Really, these two picks play off of each other--I think the Bears take which one of these the Rams don't. I don't get the sense that either team is huge on S Ha-Ha Clinton Dix (presumably also the title of Monica Lewinsky's recently-announced memoir), so one goes in one spot, the other in the other. Really, the Rams are in control, unless the Bears or someone else moves up.

15. Pittsburgh Steelers: Odell Beckham, WR, LSU

I really like this pick for the Steelers, but it's getting increasingly tough to see Beckham falling this far. He's rising maybe the fastest out of anyone in the entire draft; I wouldn't be shocked to see a team trade into the top ten to get him because so many teams have been linked to him. As far as the Steelers are concerned, Antonio Brown can't do it alone forever. Beckham would give whomever eventually takes over for Ben Roethlisberger a couple of fine weapons to work with. The day that happens isn't quite as far off as a lot of people think.

16. Dallas Cowboys: Ha-Ha Clinton-Dix, S, Alabama

A dream scenario for the Cowboys; Jerry Jones might smile so wide that he permanently disfigures his already-permanently-disfigured face even further. The Cowboys need a safety in the worst way, and they get their man in this scenario.

17. Baltimore Ravens: JaWuan James, OT, Tennessee

It always seems like the Ravens catch a falling prospect here--always. And, without fail, the guy ends up being at least an above-average pro, if not a Pro-Bowler.

In this scenario, though, the Ravens can't ignore their gaping hole at RT. James has steadily risen from the third round into the late first in a lot of mock drafts, so the ever-shrewd Ozzie Newsome could easily hop on the James bandwagon and pick him. Now watch them somehow come out of this with Ha-Ha Clinton-Dix and watch him become an all-pro. Ridiculous!

18. New York Jets: Brandin Cooks, WR, Oregon State

The Jets need offensive weapons in the worst possible way. Cooks brings the "swiss army knife" skillset that the Rams got in Tavon Austin last season--small, shifty, fast as hell. He'd immediately improve a pretty decrepit Jets wideout situation. Plus, who knows what kinds of alien-hunting adventures Head Coach Rex Ryan will get into this season...word has it that he just LOVES the taste of grey alien meat. Just LOVES it. Stay tuned...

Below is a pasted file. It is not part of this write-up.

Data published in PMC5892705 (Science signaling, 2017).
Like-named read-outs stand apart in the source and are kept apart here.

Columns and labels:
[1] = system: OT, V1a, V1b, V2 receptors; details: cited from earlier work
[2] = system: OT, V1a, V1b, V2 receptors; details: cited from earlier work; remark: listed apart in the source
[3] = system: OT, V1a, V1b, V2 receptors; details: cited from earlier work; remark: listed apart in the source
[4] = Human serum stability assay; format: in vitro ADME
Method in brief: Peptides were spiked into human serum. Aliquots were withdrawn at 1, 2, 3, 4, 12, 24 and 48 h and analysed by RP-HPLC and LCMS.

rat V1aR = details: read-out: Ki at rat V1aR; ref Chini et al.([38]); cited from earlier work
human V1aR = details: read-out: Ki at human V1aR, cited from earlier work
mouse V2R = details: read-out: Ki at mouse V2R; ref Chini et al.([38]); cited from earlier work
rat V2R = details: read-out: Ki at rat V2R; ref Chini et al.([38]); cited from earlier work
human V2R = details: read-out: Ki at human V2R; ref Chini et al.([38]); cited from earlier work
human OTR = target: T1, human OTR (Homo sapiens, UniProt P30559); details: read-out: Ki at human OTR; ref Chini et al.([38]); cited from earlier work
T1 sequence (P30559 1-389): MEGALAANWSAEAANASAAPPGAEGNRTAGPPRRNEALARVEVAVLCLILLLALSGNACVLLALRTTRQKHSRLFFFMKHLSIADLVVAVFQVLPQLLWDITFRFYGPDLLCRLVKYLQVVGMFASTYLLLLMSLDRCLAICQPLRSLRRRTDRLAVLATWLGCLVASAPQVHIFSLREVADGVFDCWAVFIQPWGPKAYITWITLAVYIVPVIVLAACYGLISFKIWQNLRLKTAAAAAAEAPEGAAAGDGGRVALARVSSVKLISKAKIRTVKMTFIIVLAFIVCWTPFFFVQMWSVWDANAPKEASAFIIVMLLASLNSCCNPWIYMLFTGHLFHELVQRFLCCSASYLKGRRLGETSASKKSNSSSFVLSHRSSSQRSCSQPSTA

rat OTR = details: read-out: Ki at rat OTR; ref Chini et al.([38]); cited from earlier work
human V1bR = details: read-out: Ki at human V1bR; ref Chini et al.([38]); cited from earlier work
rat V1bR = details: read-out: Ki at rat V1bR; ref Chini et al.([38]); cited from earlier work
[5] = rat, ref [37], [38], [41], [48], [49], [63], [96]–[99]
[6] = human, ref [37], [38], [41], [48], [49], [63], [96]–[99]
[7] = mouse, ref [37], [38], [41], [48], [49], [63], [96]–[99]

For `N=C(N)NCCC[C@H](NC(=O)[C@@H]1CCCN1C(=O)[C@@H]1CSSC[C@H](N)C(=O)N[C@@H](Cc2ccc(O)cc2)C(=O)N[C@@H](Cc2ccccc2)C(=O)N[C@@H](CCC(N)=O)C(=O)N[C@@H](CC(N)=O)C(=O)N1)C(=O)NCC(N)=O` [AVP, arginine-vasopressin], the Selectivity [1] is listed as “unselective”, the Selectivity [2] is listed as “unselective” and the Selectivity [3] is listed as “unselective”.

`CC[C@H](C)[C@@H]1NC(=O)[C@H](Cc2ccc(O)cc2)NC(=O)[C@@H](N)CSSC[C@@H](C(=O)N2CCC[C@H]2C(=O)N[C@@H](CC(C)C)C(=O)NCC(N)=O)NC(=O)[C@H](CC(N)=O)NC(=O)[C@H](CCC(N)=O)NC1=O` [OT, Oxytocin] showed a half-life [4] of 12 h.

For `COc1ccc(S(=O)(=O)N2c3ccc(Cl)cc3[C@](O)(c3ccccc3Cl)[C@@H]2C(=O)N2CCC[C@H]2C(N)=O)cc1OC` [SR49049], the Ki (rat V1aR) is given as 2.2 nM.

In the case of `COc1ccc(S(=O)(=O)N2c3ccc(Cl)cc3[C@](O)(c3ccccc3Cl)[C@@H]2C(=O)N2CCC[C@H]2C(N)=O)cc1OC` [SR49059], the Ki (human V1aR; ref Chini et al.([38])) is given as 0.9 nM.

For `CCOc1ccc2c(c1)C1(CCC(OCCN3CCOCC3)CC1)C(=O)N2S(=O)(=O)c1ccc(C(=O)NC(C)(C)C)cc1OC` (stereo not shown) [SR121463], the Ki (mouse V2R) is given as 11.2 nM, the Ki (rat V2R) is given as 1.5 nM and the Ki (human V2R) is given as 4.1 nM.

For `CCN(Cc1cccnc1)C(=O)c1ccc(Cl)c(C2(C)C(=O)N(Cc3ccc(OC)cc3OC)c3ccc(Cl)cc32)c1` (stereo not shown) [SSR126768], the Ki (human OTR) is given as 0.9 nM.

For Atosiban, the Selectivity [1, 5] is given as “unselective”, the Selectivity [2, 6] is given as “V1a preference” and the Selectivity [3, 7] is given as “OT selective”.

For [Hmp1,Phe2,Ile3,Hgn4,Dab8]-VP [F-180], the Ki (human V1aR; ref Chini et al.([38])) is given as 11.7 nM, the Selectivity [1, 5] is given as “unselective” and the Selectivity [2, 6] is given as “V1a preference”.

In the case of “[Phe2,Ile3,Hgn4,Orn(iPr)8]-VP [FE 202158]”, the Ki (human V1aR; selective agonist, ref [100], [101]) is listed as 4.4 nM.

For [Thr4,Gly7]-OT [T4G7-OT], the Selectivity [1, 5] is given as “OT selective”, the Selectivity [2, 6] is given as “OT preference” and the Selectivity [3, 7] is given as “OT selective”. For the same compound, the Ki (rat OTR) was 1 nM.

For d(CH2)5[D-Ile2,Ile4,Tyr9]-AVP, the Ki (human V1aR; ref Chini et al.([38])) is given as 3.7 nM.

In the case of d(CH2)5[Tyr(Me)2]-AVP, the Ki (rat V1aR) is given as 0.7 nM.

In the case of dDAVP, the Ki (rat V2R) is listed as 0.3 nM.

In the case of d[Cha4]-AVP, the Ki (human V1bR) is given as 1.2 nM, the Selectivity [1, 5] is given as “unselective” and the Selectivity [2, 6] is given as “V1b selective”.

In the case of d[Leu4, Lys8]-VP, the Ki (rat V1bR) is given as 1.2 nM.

19. Carolina Panthers (from Miami): Marquise Lee, WR, USC

The Panthers dodge a bullet with the Jets taking Cooks. They can't afford to wait any longer, so they make a move to pick up an exciting (if enigmatic) wideout in Lee, whose main concerns are a lack of size and hands. Since when do wideouts need either of those!?


20. Arizona Cardinals: Derek Carr, QB, Fresno State
"Hey, let's take a quarterback from Fresno State named D. Carr--what could possibly go wrong?"

(By the way, that pic is the number one result for "Derek and David Carr" on Google images. Absolutely perfect! "Come on now, Derek, let big bro Dave show you how it's done..." The look of complete disinterest on Derek's face--good luck with that one, Cardinals!)

21. Green Bay Packers: Ryan Shazier, ILB, THE Ohio State University

Apparently the Packers need inside linebacker help, despite seemingly taking one in the first round every...single...year...Shazier is rising quickly, so he might be gone by here, but if not, he sure seems like a Packers-type of player. The Packers could also reach for a wideout here, but I assume GM Ted Thompson has already brought his Nostradamus mirror out of storage and foreseen which 2nd or 3rd round wideout will be the next big Packers star, so I doubt they go wideout here.

22. Philadelphia Eagles: Anthony Barr, OLB, UCLA

There's a less-than-zero chance that mad scientist coach Chip Kelly starts mixing together all sorts of different-colored chemicals, creating smoke and explosions, and picks up another toy for his offense here.

But people seem to forget that his national champion runner-up Ducks also had an insane number of NFL prospects on the defensive side of the ball. Makes sense; I'm sure Kelly's thought process goes something like: "Me want ball! When offense no have ball, DEFENSE goes and gets ball! Need good defense to get ball!"

Unfortunately, that made Kelly seem like a knuckle-dragging Neanderthal, but I digress...the Eagles' defense was terrible last season. Barr, once thought to be a sure-fire top ten pick, could easily drop this far given how this draft is shaping up. He'd be a good start to get the Iggles' defense back on the right track.

23. Kansas City Chiefs: Eric Ebron, TE, UNC

The Chiefs need playmakers in the worst possible way: their current No. 2 receiver is old friend Donnie Avery. First round TEs are always a bit of a gamble, but after featuring Tony Gonzalez for over a decade as the centerpiece of their offense, the Chiefs were pulling guys off the street and onto the field during a spate of TE injuries last season. If Ebron falls this far, he could solidify the position for the next 5-7 years. The only other pick here would be FSU WR Kelvin Benjamin, but as freakishly athletic as he is, he might be considered "too slow" these days to be paired with Dwayne Bowe, who probably would be clocked in the 4.8 range.

24. Cincinnati Bengals: Justin Gilbert, CB, Oklahoma State